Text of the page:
By Kieran Lynch
SCOTSTOWN are back in the Monaghan Senior Football Championship final for the tenth year in-a-row where they will take on Ballybay this Sunday, but it has been anything but plain sailing for the reigning champions to get to this point.
Colin McAree’s side headed into the championship with injuries to four key players: Orin Heaphey, Jack McDevitt, Paul Sherlock, and Kieran Hughes, and young players Killian McKenna, Darragh Murray, Joey McKenna, Sean Treanor, and Mark McPhillips all had to step up and make their debuts this season.
Heading into the final, McDevitt and Sherlock will definitely be available for selection, whilst An Bhoth remain hopeful for the returns of Heaphey and Hughes. Wunderkinds McKenna and Treanor will be hoping to keep their places in the starting team, having made the first 15 for Scotstown’s semi-final win over Inniskeen.
“It has been a difficult season; there is no point in saying otherwise,” said McAree of the team’s journey to the final.
“We had a number of long-term injuries which affected the team, so it meant that we probably had to bring in a few new debutants before we thought that we would need to, but they have acquitted themselves really well.
“Having lost against Ballybay in the first game, it took us a while to settle and recover.
“And we played a couple of games after in really poor conditions, so it was hard to judge where we were at.”
Scotstown encountered bumps along the road that would have seen many a car written off, but they kept motoring on despite the fuel tank looking low at points.
They went into the final group game against Clontibret knowing that defeat would knock them out of the championship, before they were on the ropes against Latton in the quarter-final, somehow surviving the onslaught to take the game to penalties where they were victorious.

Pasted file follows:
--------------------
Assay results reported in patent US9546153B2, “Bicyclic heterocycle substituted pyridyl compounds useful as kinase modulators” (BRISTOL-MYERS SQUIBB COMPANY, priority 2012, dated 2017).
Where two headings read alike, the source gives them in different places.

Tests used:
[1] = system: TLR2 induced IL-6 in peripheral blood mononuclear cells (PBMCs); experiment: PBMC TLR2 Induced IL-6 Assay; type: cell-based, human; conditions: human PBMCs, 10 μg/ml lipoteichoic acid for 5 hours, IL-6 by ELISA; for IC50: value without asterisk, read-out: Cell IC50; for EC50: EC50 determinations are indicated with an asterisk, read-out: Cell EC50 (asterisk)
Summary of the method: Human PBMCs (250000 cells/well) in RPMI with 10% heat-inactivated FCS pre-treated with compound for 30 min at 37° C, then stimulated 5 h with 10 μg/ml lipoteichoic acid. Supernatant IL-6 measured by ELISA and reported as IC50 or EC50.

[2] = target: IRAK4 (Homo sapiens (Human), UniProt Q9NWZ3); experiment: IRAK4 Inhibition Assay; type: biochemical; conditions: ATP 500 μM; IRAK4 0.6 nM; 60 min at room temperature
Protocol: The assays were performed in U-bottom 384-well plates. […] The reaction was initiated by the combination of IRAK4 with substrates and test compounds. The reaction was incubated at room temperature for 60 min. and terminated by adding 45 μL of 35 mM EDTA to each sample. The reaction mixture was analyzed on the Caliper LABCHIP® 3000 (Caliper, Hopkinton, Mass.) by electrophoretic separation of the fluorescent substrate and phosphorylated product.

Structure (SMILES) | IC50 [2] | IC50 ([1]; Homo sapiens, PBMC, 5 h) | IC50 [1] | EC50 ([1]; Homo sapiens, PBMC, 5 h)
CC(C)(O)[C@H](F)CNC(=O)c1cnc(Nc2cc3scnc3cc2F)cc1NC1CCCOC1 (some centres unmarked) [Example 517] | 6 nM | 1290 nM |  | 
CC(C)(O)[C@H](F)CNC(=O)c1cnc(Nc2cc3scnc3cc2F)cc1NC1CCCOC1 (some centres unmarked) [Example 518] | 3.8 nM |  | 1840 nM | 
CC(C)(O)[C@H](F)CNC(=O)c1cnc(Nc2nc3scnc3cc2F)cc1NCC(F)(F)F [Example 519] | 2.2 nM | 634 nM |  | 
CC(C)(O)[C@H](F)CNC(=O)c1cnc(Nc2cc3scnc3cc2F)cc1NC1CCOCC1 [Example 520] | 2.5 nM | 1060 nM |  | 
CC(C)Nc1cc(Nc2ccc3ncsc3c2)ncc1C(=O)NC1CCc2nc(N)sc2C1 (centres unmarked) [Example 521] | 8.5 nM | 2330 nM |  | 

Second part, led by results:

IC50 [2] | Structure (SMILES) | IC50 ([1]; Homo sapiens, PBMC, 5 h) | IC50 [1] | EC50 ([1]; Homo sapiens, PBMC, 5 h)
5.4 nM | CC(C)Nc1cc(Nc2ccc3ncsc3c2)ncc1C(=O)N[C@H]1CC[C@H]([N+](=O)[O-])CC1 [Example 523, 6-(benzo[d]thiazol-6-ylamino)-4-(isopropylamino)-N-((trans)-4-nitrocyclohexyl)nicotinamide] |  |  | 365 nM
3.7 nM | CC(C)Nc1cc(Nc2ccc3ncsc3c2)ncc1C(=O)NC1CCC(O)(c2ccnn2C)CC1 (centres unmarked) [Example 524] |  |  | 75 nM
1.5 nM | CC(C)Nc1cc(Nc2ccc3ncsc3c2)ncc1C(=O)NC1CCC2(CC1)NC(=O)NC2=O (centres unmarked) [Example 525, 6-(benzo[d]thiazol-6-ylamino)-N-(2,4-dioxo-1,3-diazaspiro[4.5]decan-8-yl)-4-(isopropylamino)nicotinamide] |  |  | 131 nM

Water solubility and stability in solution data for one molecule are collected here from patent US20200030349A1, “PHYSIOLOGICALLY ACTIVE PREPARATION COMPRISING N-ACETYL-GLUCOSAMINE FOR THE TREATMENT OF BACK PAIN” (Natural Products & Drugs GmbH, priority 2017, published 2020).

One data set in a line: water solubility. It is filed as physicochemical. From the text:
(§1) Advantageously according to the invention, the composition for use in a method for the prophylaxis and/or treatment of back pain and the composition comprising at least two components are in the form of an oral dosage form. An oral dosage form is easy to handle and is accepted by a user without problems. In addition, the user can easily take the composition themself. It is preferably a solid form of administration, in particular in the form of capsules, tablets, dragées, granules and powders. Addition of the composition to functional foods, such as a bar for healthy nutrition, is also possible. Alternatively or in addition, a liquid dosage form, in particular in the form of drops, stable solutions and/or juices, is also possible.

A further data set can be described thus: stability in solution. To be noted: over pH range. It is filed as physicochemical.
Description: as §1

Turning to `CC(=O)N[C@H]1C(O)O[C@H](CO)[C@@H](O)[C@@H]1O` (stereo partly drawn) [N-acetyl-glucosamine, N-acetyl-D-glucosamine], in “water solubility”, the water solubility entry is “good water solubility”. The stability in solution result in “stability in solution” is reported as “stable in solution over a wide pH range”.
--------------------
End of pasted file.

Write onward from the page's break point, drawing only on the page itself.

“I don’t think that there is any question of that (the team’s mentality). The boys have proven it over the years,” reflected McAree on his side’s ability to overcome challenges.
“I thought we put in a good performance against Clontibret, it was just unfortunate that we got a wee bit of bad luck at the end.
“Against Latton, they could have easily beaten us on the day, but we had a bit of luck and we used our experience to get back into the game. If Latton had taken their chances we would have been out of the championship.”
Scotstown may have followed up that showing with their most impressive championship performance to date, in a 3-8 to 0-12 win over Inniskeen, but McAree believes that his team must improve if they are to defeat Ballybay in this weekend’s final, having lost against Jerome Johnston and Mark Doran’s men earlier in the campaign.
“There are going to be difficult moments in any final; particularly against Ballybay with their attacking threat,” said the Scotstown boss.
“We’ll have to rely on our experience and our knowhow, but one thing we are certain of, is when it comes down to it, our lads will give everything that they have, and they will compete for every ball.
“The boys are eagerly waiting for the game – they know that they have a lot to prove, and we know that maybe we come into the games as favourites because of our experience, but Ballybay have played the better football all year.
“So, we know that we need a remarkable improvement – but that’s the test.”